The Mischievous Clamoring of Ornament: Interview with Tunji Adeniyi-Jones
By HG Masters
Brooklyn-based painter Tunji Adeniyi-Jones opened his first solo exhibition in Asia at White Cube gallery in Hong Kong on March 20. Ahead of the opening, ArtAsiaPacific caught up with the artist about the new series of works on view.
The exhibition title “Deep Dive” seems to reference both the graceful curving motion of the figures in your new paintings and also perhaps suggests that you’ve been delving into particular subjects or histories. Can you talk about how research into visual traditions feeds into your artistic process?
The title “Deep Dive” arrived at the end of a very long journey. My research has largely been self-referential, and I think as artists we always tend to be our own biggest critics! So, over the past year I’ve been searching for ways to complicate the format and sensibility of my paintings. As you’ve sharply suggested, the word dive has a double meaning, signifying both a new chosen activity in my paintings, and the process by which this inspiration came about.
What about William de Morgan’s designs and the Arts and Crafts movement interests you? And how do you see your relationship with the ethos and products of this 19th-century British movement?
There was a sensational exhibition at the Drawing Center in New York last year, called “The Clamor of Ornament.” Aside from being a visual feast, it brilliantly addressed the social and cultural implications of what is often quickly categorized as ‘Arts and Crafts’. I’ve always found that label mildly reductive.
I consider the work of William de Morgan and William Morris to be a rare point of kinship between British culture and African textile. I’m speaking broadly, but I grew up in a household that featured both expressions plentifully. So, this recent fascination I’ve had with European ornamentation, illuminated manuscripts and imagery of that nature, has been a process of recovering relics from my past.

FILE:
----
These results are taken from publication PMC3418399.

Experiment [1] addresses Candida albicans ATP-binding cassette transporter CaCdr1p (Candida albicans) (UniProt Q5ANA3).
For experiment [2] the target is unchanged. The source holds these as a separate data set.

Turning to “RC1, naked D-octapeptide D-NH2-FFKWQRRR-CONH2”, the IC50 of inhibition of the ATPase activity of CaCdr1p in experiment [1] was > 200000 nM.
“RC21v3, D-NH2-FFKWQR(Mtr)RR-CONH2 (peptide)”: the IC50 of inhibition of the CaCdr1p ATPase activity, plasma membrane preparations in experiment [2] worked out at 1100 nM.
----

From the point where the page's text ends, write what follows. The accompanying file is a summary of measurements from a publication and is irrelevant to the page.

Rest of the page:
How did you conceive and then create the “chromatic space” in this exhibition, from the paintings to the installation itself?
I wanted to create two individual experiences within the exhibition, a cool space and a warm space. My paintings typically land comfortably in either one of these fields. This exhibition presented an opportunity to dive a little deeper into what this experience might actually feel like. I was fortunate in this instance, because the gallery is divided into two distinct rooms, with a few corridors and a staircase in between. So, your eyes have plenty of time to adjust as you move through the exhibition.
My compositions are quite repetitive, and the distinguishing feature of each painting is the color palette. When you’re looking at a blue monochromatic color field, that identical composition will look and feel considerably different in bright yellow.
I saw an Alex Katz survey at the Guggenheim Museum recently, and he deploys this tactic very well, returning to the same subject matter repeatedly in wildly different palettes. I really enjoy that sensation as a viewer, so I wanted to incorporate something similar in my work.
Bodies in motion and bodies together, intermingling and connecting, are central motifs in your works—are there culturally specific references in the paintings (whether mythological, in terms of stories, or say specific actions or rituals being performed)?